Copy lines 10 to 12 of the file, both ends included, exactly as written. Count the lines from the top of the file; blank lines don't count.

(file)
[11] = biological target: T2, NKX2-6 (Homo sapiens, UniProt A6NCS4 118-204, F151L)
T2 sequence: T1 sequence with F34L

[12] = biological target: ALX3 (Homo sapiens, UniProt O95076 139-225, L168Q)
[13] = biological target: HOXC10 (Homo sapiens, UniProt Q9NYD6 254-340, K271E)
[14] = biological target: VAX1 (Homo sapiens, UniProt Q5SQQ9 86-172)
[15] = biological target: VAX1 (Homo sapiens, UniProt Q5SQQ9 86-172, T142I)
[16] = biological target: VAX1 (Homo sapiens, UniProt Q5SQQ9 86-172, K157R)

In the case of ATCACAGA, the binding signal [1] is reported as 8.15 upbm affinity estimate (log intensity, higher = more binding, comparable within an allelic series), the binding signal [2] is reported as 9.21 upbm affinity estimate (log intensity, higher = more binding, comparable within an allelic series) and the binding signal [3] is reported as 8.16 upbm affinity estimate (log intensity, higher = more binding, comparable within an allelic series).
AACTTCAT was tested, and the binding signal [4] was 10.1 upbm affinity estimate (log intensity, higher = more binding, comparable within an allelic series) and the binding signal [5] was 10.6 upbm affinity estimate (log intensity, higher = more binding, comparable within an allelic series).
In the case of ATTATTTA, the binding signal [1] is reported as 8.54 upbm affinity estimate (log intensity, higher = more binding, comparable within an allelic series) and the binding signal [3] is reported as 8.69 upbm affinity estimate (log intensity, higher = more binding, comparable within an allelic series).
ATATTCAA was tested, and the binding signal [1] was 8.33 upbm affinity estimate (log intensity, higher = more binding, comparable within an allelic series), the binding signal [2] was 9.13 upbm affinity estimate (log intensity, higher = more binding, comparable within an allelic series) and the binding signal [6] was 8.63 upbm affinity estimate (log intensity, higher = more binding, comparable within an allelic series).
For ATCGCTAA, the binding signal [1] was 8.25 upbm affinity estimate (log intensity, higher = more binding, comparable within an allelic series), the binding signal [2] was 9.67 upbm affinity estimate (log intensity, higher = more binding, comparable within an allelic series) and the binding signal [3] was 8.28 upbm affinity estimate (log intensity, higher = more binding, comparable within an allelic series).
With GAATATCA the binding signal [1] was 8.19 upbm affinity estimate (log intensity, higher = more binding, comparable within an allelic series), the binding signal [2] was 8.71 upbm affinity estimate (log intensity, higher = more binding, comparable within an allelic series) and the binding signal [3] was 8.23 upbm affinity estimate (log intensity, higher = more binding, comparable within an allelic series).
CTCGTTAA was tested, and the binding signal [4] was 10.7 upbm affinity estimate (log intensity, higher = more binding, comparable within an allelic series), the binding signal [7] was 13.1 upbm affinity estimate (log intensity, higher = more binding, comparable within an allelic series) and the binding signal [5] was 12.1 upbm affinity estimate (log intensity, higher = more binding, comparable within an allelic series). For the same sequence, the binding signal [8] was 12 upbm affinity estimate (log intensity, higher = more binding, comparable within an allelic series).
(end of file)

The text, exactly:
In the case of ATTATTTA, the binding signal [1] is reported as 8.54 upbm affinity estimate (log intensity, higher = more binding, comparable within an allelic series) and the binding signal [3] is reported as 8.69 upbm affinity estimate (log intensity, higher = more binding, comparable within an allelic series).
ATATTCAA was tested, and the binding signal [1] was 8.33 upbm affinity estimate (log intensity, higher = more binding, comparable within an allelic series), the binding signal [2] was 9.13 upbm affinity estimate (log intensity, higher = more binding, comparable within an allelic series) and the binding signal [6] was 8.63 upbm affinity estimate (log intensity, higher = more binding, comparable within an allelic series).
For ATCGCTAA, the binding signal [1] was 8.25 upbm affinity estimate (log intensity, higher = more binding, comparable within an allelic series), the binding signal [2] was 9.67 upbm affinity estimate (log intensity, higher = more binding, comparable within an allelic series) and the binding signal [3] was 8.28 upbm affinity estimate (log intensity, higher = more binding, comparable within an allelic series).